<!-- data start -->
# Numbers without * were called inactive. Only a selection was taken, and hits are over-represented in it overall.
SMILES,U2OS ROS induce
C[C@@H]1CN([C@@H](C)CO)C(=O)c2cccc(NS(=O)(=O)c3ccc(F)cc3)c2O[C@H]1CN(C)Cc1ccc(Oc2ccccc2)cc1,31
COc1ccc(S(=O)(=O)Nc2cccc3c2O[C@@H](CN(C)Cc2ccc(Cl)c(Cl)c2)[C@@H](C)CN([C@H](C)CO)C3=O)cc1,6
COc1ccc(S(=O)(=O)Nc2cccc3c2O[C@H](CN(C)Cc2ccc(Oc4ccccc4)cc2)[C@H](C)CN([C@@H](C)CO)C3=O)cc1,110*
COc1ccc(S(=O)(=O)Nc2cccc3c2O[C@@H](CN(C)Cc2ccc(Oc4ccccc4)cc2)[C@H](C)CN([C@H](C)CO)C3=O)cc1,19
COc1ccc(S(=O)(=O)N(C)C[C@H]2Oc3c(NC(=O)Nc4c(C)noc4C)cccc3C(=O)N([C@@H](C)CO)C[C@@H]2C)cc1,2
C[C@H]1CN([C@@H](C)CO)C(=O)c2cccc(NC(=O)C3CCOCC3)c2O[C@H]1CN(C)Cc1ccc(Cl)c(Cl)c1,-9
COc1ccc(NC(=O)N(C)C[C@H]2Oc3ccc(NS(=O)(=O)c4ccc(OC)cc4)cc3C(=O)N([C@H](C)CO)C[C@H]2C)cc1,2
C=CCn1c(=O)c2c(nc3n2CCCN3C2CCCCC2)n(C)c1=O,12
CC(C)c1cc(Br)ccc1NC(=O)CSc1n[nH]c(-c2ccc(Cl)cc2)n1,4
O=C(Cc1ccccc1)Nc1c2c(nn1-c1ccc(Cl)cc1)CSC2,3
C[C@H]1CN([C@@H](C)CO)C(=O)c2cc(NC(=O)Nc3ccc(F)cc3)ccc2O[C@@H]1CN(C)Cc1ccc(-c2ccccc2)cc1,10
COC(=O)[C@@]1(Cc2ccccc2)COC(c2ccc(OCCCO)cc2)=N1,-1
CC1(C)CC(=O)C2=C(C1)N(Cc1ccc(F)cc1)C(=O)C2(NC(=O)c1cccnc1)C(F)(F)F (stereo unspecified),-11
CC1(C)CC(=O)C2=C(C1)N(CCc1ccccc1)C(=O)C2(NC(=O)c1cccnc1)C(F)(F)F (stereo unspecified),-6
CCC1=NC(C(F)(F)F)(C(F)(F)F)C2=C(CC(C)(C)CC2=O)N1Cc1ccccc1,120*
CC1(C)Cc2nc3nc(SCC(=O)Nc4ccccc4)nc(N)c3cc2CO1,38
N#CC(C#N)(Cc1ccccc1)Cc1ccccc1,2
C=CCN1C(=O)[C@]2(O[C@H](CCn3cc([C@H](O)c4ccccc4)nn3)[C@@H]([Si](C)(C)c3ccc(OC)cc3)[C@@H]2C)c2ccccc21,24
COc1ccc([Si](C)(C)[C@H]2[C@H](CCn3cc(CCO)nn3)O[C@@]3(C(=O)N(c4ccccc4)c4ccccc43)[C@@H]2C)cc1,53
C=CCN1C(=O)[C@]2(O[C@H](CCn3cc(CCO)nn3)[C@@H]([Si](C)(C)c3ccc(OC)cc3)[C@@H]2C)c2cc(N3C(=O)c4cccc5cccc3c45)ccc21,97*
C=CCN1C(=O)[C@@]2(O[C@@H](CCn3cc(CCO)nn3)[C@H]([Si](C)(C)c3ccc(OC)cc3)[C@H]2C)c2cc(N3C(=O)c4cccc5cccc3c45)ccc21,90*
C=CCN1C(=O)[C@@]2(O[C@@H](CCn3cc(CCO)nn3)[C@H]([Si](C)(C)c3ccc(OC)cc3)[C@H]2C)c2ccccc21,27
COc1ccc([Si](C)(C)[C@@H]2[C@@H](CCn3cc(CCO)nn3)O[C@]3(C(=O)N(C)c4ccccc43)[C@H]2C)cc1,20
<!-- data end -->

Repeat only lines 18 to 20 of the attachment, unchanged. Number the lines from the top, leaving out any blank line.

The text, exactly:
CC1(C)Cc2nc3nc(SCC(=O)Nc4ccccc4)nc(N)c3cc2CO1,38
N#CC(C#N)(Cc1ccccc1)Cc1ccccc1,2
C=CCN1C(=O)[C@]2(O[C@H](CCn3cc([C@H](O)c4ccccc4)nn3)[C@@H]([Si](C)(C)c3ccc(OC)cc3)[C@@H]2C)c2ccccc21,24